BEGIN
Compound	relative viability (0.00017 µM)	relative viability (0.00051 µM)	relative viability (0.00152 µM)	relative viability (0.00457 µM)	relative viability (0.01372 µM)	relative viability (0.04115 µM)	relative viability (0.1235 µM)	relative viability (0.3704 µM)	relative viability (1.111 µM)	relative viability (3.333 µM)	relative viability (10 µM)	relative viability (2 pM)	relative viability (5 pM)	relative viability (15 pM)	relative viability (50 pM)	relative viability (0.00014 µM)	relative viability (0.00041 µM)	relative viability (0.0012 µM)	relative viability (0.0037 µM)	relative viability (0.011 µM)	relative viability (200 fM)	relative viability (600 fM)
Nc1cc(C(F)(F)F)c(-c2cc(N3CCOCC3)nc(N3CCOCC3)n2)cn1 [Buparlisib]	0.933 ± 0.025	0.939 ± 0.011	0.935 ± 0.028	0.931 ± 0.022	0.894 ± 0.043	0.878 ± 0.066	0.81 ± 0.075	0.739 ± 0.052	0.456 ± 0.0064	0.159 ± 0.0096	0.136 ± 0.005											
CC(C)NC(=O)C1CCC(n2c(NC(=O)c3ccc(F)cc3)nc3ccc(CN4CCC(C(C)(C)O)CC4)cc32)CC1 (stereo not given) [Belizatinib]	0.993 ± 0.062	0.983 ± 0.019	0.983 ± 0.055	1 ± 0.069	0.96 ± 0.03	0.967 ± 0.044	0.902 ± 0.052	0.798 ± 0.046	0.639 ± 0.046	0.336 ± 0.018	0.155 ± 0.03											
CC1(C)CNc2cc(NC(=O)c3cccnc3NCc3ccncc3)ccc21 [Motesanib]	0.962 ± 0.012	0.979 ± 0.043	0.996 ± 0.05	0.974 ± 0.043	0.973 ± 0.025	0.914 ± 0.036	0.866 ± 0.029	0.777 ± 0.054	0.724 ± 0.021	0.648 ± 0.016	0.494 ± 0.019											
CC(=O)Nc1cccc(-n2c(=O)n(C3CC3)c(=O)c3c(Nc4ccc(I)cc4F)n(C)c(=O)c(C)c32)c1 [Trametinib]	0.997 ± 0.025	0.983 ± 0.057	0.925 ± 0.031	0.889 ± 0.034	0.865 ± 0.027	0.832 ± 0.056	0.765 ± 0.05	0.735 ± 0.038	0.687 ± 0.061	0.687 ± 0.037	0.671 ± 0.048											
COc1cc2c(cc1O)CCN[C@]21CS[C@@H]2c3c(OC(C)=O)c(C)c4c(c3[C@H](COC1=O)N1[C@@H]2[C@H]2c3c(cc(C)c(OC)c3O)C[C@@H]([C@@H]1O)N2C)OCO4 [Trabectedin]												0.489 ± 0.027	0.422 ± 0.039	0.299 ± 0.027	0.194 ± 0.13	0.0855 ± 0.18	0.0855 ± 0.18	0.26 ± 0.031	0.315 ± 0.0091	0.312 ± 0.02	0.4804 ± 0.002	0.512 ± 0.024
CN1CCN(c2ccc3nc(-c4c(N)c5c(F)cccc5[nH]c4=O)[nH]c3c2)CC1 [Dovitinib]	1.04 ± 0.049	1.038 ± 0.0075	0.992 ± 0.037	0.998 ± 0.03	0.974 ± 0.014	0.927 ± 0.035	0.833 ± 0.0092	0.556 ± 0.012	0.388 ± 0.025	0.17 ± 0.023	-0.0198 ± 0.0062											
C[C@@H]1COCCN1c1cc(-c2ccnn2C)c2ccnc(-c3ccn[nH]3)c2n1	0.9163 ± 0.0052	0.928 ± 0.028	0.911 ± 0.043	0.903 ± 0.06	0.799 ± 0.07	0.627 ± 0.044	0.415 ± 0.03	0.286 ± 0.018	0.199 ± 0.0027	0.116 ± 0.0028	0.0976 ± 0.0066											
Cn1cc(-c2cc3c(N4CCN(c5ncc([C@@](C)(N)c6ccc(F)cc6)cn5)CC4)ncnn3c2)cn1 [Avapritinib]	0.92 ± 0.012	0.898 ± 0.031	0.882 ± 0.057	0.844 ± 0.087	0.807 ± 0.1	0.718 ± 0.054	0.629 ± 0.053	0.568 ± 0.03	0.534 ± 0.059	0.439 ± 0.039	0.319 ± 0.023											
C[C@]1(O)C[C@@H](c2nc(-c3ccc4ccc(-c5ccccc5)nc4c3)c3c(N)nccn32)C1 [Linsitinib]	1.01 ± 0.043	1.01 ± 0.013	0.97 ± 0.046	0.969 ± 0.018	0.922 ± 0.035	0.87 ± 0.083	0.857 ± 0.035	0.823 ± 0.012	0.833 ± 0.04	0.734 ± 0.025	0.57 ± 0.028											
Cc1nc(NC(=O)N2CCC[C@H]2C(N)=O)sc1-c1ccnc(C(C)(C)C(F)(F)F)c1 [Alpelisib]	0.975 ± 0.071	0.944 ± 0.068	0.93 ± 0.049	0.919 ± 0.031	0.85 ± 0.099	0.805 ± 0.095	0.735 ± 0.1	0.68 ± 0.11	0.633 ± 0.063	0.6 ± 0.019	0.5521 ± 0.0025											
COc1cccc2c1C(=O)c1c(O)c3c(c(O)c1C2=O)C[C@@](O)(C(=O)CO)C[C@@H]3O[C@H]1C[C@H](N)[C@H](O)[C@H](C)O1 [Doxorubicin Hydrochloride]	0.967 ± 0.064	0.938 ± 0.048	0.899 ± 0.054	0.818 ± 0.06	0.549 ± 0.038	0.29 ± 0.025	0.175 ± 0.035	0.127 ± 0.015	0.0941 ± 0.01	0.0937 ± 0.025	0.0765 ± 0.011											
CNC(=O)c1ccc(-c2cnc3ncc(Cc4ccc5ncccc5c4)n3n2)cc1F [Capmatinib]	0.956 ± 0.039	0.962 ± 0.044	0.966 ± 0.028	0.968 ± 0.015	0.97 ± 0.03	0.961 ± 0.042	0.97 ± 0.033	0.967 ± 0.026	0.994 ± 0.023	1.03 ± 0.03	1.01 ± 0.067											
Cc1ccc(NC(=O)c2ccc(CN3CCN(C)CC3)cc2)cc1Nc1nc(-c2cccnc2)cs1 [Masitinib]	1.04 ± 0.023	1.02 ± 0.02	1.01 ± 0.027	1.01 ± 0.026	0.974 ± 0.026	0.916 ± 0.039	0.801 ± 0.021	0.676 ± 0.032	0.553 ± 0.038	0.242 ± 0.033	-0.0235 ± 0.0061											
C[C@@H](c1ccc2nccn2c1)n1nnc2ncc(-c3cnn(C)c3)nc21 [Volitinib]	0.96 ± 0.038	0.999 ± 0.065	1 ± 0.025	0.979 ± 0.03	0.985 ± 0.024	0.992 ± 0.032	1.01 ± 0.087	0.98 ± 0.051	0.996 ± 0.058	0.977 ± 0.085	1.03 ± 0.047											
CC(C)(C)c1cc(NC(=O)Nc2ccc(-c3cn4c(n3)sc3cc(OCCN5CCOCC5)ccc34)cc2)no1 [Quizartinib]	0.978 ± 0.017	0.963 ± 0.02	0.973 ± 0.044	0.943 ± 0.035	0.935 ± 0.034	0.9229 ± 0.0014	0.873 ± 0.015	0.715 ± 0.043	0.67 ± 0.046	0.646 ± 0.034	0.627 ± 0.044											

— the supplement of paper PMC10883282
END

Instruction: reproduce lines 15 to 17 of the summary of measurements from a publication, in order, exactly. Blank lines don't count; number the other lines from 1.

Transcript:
C[C@@H](c1ccc2nccn2c1)n1nnc2ncc(-c3cnn(C)c3)nc21 [Volitinib]	0.96 ± 0.038	0.999 ± 0.065	1 ± 0.025	0.979 ± 0.03	0.985 ± 0.024	0.992 ± 0.032	1.01 ± 0.087	0.98 ± 0.051	0.996 ± 0.058	0.977 ± 0.085	1.03 ± 0.047											
CC(C)(C)c1cc(NC(=O)Nc2ccc(-c3cn4c(n3)sc3cc(OCCN5CCOCC5)ccc34)cc2)no1 [Quizartinib]	0.978 ± 0.017	0.963 ± 0.02	0.973 ± 0.044	0.943 ± 0.035	0.935 ± 0.034	0.9229 ± 0.0014	0.873 ± 0.015	0.715 ± 0.043	0.67 ± 0.046	0.646 ± 0.034	0.627 ± 0.044											

— the supplement of paper PMC10883282